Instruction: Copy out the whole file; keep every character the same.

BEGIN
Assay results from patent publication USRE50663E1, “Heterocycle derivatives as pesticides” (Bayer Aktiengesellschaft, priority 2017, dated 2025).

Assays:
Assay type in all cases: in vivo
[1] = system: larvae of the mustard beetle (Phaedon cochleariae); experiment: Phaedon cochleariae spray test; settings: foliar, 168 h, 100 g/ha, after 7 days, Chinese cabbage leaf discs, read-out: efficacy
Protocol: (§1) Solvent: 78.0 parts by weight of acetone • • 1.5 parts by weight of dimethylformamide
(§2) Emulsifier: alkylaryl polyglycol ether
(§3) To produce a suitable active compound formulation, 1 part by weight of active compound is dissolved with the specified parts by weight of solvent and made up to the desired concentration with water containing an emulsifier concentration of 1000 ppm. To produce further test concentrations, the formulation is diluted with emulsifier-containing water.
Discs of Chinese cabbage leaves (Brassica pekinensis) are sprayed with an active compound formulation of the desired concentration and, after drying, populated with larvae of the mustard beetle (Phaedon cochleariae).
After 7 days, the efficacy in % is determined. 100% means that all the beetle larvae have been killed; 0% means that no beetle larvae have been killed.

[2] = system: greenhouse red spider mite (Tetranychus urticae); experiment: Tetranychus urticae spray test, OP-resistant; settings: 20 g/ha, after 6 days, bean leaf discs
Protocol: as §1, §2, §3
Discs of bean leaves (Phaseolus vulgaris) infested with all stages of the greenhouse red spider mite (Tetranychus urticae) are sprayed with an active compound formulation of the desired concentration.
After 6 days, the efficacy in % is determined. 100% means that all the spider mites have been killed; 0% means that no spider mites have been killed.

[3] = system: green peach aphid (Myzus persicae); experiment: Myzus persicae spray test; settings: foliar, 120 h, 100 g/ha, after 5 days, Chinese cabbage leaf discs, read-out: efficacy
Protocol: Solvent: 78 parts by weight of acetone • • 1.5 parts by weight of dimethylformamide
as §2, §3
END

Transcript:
Assay results from patent publication USRE50663E1, “Heterocycle derivatives as pesticides” (Bayer Aktiengesellschaft, priority 2017, dated 2025).

Assays:
Assay type in all cases: in vivo
[1] = system: larvae of the mustard beetle (Phaedon cochleariae); experiment: Phaedon cochleariae spray test; settings: foliar, 168 h, 100 g/ha, after 7 days, Chinese cabbage leaf discs, read-out: efficacy
Protocol: (§1) Solvent: 78.0 parts by weight of acetone • • 1.5 parts by weight of dimethylformamide
(§2) Emulsifier: alkylaryl polyglycol ether
(§3) To produce a suitable active compound formulation, 1 part by weight of active compound is dissolved with the specified parts by weight of solvent and made up to the desired concentration with water containing an emulsifier concentration of 1000 ppm. To produce further test concentrations, the formulation is diluted with emulsifier-containing water.
Discs of Chinese cabbage leaves (Brassica pekinensis) are sprayed with an active compound formulation of the desired concentration and, after drying, populated with larvae of the mustard beetle (Phaedon cochleariae).
After 7 days, the efficacy in % is determined. 100% means that all the beetle larvae have been killed; 0% means that no beetle larvae have been killed.

[2] = system: greenhouse red spider mite (Tetranychus urticae); experiment: Tetranychus urticae spray test, OP-resistant; settings: 20 g/ha, after 6 days, bean leaf discs
Protocol: as §1, §2, §3
Discs of bean leaves (Phaseolus vulgaris) infested with all stages of the greenhouse red spider mite (Tetranychus urticae) are sprayed with an active compound formulation of the desired concentration.
After 6 days, the efficacy in % is determined. 100% means that all the spider mites have been killed; 0% means that no spider mites have been killed.

[3] = system: green peach aphid (Myzus persicae); experiment: Myzus persicae spray test; settings: foliar, 120 h, 100 g/ha, after 5 days, Chinese cabbage leaf discs, read-out: efficacy
Protocol: Solvent: 78 parts by weight of acetone • • 1.5 parts by weight of dimethylformamide
as §2, §3